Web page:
A newly-redesigned poverty risk calculator, developed by Mark Rank, the Herbert S. Hadley Professor of Social Welfare at the Brown School, can for the first time determine an American’s expected risk of poverty based on their race, education level, gender, marital status and age.
Although one can fault the Obama administration for its tepid policy towards Syria, President Donald Trump’s April 6 air strikes against a Syrian military base take the U.S. policy towards Syria to a new low, said an expert on international war crimes at Washington University in St. Louis.
A three-judge panel of the 5th U.S. Circuit Court of Appeals has heard arguments on Mississippi HB 1523, which allows people with certain religious beliefs to refuse goods and services to LGBTQ and unmarried people. The bill is a textbook example of an unconstitutional law, says a law and religion scholar at Washington University in St. Louis.
Motivational prompts to save tax refunds and suggested savings amounts for the tax refund can increase saving among low- and moderate-income households, finds a new experimental study from the Brown School at Washington University in St. Louis.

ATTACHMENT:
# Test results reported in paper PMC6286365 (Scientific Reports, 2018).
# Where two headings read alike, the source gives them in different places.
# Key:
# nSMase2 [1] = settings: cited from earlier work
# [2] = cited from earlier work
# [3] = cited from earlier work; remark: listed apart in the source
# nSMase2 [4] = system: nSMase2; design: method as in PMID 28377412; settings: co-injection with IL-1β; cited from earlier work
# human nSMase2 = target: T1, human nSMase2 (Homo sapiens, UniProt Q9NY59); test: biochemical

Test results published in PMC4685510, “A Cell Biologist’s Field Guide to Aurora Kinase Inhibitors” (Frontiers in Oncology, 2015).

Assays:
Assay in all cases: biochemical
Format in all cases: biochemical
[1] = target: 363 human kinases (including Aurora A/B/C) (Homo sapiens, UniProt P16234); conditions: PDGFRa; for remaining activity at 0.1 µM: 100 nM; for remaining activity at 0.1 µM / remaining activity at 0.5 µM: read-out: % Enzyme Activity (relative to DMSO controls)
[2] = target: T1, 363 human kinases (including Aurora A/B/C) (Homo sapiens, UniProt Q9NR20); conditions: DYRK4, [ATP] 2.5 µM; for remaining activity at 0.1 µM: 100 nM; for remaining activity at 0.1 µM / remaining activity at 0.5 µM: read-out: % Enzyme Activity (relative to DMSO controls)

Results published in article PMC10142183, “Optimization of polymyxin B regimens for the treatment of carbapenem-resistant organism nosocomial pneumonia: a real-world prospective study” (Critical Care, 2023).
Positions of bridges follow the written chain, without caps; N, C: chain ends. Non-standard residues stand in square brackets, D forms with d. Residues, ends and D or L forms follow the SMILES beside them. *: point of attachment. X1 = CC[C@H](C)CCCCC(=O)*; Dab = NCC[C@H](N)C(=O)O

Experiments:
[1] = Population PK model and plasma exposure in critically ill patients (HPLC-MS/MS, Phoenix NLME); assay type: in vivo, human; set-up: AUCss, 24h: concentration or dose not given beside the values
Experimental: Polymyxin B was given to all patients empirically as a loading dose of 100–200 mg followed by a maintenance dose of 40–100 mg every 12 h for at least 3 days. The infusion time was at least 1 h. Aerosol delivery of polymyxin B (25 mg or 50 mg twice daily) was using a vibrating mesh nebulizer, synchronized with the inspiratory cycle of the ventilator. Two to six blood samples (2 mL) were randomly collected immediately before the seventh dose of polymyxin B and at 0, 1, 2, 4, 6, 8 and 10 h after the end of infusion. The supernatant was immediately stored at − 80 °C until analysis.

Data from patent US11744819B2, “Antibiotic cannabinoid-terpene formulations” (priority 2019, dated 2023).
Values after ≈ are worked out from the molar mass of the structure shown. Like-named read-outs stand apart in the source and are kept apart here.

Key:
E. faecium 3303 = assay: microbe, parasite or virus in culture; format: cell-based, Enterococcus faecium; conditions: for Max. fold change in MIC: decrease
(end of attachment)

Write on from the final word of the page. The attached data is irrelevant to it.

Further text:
Increases in gasoline prices are associated with increases in child maltreatment referral rates, finds a new study from the Brown School at Washington University in St. Louis.
Opioids, including heroin and prescription drugs, killed more than 33,000 people in 2015, more than any year on record, according to the CDC. President Trump’s proposed budget aims to address the crisis with a $500 million increase in prevention and treatment, but it isn’t enough to address the issue, says an expert on substance use disorder treatment.
Without public spaces for debate and discussion, our ideas and our expressions stay in our private spaces and we don’t have opportunities to engage with each other, argues John Inazu, the Sally D. Danforth Distinguished Professor of Law & Religion.
While President Trump and a Republican controlled legislature look to make good on campaign promises to repeal and replace the Affordable Care Act, political reality is kicking in, says a health economist at Washington University in St. Louis.
American employers increasingly rely on large datasets and computer algorithms to decide who gets interviewed, hired or promoted. Pauline Kim, employment law expert, explains that when algorithms rely on inaccurate, biased or unrepresentative data, they may systematically disadvantage racial and ethnic minorities, women and other historically disadvantaged groups.
Jeffrey McCune discusses his course “The Politics of Kanye West: Black Genius and Sonic Aesthetics.”